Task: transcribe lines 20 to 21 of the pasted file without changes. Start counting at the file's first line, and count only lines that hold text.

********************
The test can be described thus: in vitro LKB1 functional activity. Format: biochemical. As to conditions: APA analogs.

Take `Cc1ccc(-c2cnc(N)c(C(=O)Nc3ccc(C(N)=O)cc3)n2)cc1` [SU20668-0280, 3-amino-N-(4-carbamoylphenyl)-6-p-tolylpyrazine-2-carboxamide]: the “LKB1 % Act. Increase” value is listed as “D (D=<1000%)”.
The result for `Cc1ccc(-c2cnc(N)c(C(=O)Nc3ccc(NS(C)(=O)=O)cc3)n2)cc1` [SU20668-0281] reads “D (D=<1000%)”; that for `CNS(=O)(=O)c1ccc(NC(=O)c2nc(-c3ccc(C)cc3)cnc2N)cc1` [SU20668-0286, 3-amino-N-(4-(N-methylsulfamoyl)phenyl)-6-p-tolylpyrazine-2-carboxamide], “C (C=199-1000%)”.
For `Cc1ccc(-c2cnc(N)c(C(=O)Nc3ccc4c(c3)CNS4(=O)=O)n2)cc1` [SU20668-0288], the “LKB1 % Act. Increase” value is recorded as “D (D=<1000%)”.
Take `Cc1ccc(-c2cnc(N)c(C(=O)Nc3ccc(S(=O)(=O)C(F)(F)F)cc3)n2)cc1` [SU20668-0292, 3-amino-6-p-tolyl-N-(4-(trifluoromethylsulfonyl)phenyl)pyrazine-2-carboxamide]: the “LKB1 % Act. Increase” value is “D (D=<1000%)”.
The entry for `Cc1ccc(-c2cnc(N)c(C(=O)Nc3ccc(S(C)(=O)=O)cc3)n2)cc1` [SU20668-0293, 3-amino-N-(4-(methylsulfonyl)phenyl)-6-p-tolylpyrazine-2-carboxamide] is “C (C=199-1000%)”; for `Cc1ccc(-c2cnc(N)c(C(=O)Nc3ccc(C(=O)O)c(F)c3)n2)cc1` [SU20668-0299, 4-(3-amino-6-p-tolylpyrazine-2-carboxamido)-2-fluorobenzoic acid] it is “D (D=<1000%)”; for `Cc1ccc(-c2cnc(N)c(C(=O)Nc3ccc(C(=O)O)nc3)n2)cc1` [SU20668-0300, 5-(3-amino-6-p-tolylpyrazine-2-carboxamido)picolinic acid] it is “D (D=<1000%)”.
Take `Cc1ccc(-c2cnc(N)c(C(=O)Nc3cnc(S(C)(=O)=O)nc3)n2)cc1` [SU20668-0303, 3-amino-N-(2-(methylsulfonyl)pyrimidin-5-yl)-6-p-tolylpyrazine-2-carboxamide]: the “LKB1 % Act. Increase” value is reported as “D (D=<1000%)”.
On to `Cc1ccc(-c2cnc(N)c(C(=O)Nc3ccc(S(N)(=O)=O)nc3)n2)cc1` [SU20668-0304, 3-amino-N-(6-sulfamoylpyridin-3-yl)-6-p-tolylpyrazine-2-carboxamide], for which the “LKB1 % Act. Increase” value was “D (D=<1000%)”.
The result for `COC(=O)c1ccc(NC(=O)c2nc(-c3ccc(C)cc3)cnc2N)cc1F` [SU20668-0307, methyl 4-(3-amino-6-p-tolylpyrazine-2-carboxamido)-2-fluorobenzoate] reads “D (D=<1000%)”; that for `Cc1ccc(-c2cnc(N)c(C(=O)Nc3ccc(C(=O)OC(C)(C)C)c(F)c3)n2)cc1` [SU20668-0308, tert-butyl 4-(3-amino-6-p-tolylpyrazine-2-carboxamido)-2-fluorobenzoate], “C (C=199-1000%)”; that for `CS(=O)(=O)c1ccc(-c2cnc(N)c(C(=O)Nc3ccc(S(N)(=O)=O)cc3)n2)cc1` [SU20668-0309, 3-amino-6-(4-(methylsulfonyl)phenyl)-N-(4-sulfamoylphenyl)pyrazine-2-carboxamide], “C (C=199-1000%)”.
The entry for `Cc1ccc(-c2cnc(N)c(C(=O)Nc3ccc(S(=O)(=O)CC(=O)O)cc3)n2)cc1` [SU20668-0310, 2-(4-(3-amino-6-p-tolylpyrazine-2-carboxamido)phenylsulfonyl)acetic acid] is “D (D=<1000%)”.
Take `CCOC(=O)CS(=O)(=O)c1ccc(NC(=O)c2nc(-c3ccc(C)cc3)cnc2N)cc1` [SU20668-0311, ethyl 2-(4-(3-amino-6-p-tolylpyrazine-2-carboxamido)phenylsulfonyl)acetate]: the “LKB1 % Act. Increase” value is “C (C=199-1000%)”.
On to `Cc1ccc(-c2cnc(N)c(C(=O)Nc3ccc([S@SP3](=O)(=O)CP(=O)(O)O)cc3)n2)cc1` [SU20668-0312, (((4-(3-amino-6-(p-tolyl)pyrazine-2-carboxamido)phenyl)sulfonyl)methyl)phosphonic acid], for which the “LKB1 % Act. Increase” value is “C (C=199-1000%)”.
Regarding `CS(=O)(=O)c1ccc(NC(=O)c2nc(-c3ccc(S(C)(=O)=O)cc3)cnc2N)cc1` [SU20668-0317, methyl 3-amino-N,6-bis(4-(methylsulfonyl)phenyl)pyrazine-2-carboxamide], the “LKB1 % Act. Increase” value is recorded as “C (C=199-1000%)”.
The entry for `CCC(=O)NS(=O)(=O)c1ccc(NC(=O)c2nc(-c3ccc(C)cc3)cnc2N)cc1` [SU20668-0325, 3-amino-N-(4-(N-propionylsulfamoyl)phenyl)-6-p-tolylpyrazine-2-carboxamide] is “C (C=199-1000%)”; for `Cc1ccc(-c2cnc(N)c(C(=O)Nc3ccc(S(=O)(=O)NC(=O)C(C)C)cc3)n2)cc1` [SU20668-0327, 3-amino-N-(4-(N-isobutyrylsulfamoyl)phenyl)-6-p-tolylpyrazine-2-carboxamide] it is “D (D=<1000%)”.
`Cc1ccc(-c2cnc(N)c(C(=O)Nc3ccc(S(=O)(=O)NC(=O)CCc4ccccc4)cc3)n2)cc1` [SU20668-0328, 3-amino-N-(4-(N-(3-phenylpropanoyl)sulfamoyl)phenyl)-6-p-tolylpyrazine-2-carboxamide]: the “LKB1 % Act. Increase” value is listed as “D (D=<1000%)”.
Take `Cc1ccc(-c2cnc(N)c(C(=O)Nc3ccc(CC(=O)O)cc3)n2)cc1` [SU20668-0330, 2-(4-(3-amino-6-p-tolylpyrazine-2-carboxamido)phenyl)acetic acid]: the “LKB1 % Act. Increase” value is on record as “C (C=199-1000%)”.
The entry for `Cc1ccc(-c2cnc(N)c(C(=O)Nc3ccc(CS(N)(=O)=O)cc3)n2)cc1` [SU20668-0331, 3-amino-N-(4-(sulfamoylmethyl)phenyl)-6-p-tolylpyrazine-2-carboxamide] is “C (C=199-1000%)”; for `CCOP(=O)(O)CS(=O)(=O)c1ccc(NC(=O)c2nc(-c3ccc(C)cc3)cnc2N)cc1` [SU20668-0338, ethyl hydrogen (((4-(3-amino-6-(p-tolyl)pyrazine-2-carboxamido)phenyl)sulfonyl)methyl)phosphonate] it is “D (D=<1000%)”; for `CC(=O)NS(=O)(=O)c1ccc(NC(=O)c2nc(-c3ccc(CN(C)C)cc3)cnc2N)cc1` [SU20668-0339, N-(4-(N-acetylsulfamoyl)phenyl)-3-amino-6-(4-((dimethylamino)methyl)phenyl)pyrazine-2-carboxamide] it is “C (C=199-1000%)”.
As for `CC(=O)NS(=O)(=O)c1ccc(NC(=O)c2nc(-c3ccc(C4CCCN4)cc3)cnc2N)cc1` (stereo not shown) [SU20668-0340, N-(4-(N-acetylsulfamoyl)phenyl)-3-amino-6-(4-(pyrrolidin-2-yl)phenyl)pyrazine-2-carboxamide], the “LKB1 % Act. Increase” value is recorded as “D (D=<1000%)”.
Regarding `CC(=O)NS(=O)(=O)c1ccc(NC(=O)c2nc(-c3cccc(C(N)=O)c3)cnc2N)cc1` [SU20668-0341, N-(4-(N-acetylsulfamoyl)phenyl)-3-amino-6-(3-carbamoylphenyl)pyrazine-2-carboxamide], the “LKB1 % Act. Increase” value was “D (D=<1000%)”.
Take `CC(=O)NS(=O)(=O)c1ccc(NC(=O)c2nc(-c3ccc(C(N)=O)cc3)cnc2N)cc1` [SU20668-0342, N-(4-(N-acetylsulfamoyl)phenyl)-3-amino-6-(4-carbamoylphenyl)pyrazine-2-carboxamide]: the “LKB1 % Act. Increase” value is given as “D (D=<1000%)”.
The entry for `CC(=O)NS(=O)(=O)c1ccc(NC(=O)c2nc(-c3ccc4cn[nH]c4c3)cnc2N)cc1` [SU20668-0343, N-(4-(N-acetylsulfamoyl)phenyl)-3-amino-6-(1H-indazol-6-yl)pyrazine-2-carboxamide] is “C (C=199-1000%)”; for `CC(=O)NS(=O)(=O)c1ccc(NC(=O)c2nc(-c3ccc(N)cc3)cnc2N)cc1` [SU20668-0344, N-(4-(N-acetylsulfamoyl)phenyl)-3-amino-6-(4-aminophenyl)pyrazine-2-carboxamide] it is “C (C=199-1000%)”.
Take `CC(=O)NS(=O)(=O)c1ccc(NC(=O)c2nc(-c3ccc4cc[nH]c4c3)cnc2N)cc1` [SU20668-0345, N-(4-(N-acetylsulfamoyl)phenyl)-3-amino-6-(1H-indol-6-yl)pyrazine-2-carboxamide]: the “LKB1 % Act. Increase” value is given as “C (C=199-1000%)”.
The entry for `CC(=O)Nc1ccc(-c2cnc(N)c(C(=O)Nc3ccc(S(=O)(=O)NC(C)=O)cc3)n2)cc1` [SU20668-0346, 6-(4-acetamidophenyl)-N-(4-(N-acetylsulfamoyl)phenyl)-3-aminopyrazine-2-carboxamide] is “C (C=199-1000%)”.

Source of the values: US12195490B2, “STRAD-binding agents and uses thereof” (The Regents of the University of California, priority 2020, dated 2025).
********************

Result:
Take `CC(=O)NS(=O)(=O)c1ccc(NC(=O)c2nc(-c3ccc(C(N)=O)cc3)cnc2N)cc1` [SU20668-0342, N-(4-(N-acetylsulfamoyl)phenyl)-3-amino-6-(4-carbamoylphenyl)pyrazine-2-carboxamide]: the “LKB1 % Act. Increase” value is given as “D (D=<1000%)”.
The entry for `CC(=O)NS(=O)(=O)c1ccc(NC(=O)c2nc(-c3ccc4cn[nH]c4c3)cnc2N)cc1` [SU20668-0343, N-(4-(N-acetylsulfamoyl)phenyl)-3-amino-6-(1H-indazol-6-yl)pyrazine-2-carboxamide] is “C (C=199-1000%)”; for `CC(=O)NS(=O)(=O)c1ccc(NC(=O)c2nc(-c3ccc(N)cc3)cnc2N)cc1` [SU20668-0344, N-(4-(N-acetylsulfamoyl)phenyl)-3-amino-6-(4-aminophenyl)pyrazine-2-carboxamide] it is “C (C=199-1000%)”.